Lava

Frae Wikipedia
Lowp tae: navigation, rake
10-metre (33 ft) heich foontain o pāhoehoe lava, Hawaii, Unitit States

Lava refers baith tae molten rock expelled bi a volcano during an eruption an the resultin rock efter solidification an cuilin. This molten rock is furmed in the interior o some planets, includin Yird, an some o thair satellites. The soorce o the heat that liquifies the rock within the yird is geothermal energy. When first eruptit frae a volcanic vent, lava is a liquid at temperaturs frae 700 to 1,200 °C (1,292 to 2,192 °F). Up tae 100,000 times as viscous as watter, lava can flow great distances afore cuilin an solidifyin acause o its thixotropic an shear thinnin properties.[1][2]

A lava flow is a movin ootpourin o lava, which is creatit during a non-explosive effusive eruption. When it has stopped movin, lava solidifies tae furm igneous rock. The term lava flow is commonly shortened tae lava. Explosive eruptions produce a mixtur o volcanic ash an ither fragments cried tephra, rather nor lava flows. The wird "lava" comes frae Italian, an is probably derived frae the Laitin wird labes which means a faw or slide.[3][4] The first uise in connection wi extrudit magma (molten rock ablo the Yird's surface) wis apparently in a short accoont written bi Francesco Serao on the eruption o Vesuvius atween Mey 14 an Juin 4, 1737.[5] Serao describit "a flow o fiery lava" as an analogy tae the flow o watter an mud doun the flanks o the volcano follaein hivy rain.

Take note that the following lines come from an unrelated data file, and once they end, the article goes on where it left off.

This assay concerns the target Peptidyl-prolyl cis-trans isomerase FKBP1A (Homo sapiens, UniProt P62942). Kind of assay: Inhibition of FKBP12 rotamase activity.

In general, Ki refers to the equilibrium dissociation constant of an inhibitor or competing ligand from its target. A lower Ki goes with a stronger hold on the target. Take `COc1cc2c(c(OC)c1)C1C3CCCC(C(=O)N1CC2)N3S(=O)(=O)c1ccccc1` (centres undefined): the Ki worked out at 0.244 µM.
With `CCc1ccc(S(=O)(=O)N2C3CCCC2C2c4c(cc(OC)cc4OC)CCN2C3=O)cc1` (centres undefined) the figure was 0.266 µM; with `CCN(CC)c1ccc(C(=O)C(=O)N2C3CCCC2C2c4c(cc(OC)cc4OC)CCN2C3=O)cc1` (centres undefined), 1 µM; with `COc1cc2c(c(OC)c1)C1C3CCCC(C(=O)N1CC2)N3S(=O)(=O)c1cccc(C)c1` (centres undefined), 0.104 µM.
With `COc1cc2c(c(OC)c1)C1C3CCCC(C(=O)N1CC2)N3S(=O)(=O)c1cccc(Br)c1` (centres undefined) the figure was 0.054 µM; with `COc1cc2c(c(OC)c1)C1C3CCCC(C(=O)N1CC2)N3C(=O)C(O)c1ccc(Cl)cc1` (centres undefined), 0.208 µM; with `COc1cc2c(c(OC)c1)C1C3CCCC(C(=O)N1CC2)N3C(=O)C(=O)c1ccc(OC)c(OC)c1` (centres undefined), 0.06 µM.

References[eedit | eedit soorce]

  1. H. Pinkerton, N. Bagdassarov. "ScienceDirect – Journal of Volcanology and Geothermal Research : Transient phenomena in vesicular lava flows based on laboratory experiments with analogue materials". www.sciencedirect.com. Retrieved 19 June 2008. 
  2. "Rheological properties of basaltic lavas at sub-liquidus temperatures: laboratory and field measurements on lavas from Mount Etna". cat.inist.fr. Retrieved 19 June 2008. 
  3. "Merriam-Webster OnLine dictionary". M-w.com. 2012-08-31. Retrieved 2013-12-08. 
  4. "Dictionary.com". Dictionary.reference.com. 1994-12-07. Retrieved 2013-12-08. 
  5. "Vesuvius Erupts, 1738". Lindahall.org. Retrieved 2013-12-08.